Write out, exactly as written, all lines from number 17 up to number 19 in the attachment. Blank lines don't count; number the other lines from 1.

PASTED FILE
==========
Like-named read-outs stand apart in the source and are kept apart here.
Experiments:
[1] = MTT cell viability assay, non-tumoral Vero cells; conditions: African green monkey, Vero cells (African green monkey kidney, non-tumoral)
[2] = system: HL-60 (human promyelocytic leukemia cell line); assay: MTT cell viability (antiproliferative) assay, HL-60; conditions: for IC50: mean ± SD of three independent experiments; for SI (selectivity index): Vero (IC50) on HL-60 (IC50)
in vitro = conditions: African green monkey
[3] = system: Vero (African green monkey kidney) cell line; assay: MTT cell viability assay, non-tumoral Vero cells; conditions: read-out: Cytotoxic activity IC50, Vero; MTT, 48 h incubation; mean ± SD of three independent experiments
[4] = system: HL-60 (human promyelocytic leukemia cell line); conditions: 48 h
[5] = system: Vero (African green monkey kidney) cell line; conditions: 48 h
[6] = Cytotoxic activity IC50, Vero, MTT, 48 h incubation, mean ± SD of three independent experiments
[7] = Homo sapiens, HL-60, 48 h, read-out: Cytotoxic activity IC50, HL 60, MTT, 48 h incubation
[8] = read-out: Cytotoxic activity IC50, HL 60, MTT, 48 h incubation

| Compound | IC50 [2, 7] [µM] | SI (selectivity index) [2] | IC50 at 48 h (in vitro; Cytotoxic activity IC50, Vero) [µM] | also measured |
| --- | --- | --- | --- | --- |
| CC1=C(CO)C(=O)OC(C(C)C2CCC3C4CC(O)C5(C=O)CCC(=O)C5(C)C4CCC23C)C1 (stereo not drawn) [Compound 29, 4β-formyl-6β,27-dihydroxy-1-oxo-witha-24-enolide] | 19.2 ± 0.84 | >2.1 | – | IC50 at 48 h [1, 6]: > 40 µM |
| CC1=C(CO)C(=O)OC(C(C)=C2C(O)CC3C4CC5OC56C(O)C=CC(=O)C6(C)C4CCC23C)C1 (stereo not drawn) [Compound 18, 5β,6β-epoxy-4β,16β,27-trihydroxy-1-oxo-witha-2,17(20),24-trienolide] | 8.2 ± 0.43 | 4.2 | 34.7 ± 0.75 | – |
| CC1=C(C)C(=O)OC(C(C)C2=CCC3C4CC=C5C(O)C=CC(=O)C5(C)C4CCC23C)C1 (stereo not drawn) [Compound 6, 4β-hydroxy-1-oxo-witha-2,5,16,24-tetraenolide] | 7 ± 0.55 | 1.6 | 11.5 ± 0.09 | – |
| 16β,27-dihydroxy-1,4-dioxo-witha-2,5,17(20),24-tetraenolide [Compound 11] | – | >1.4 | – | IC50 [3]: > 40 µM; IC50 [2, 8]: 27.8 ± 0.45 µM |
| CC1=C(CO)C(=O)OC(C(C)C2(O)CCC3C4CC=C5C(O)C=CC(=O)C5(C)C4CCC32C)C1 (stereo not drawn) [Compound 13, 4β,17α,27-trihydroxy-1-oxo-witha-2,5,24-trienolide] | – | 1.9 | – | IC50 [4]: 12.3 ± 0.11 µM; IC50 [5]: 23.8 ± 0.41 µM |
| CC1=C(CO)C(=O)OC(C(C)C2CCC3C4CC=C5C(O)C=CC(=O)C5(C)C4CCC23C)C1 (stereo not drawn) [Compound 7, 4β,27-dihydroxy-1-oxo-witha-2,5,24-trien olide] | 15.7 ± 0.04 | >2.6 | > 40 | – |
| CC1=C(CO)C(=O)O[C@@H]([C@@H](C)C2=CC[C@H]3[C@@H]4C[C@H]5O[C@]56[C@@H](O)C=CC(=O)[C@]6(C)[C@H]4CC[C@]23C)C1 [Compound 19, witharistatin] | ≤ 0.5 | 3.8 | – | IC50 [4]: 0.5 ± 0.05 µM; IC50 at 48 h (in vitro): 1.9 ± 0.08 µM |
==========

| 16β,27-dihydroxy-1,4-dioxo-witha-2,5,17(20),24-tetraenolide [Compound 11] | – | >1.4 | – | IC50 [3]: > 40 µM; IC50 [2, 8]: 27.8 ± 0.45 µM |
| CC1=C(CO)C(=O)OC(C(C)C2(O)CCC3C4CC=C5C(O)C=CC(=O)C5(C)C4CCC32C)C1 (stereo not drawn) [Compound 13, 4β,17α,27-trihydroxy-1-oxo-witha-2,5,24-trienolide] | – | 1.9 | – | IC50 [4]: 12.3 ± 0.11 µM; IC50 [5]: 23.8 ± 0.41 µM |
| CC1=C(CO)C(=O)OC(C(C)C2CCC3C4CC=C5C(O)C=CC(=O)C5(C)C4CCC23C)C1 (stereo not drawn) [Compound 7, 4β,27-dihydroxy-1-oxo-witha-2,5,24-trien olide] | 15.7 ± 0.04 | >2.6 | > 40 | – |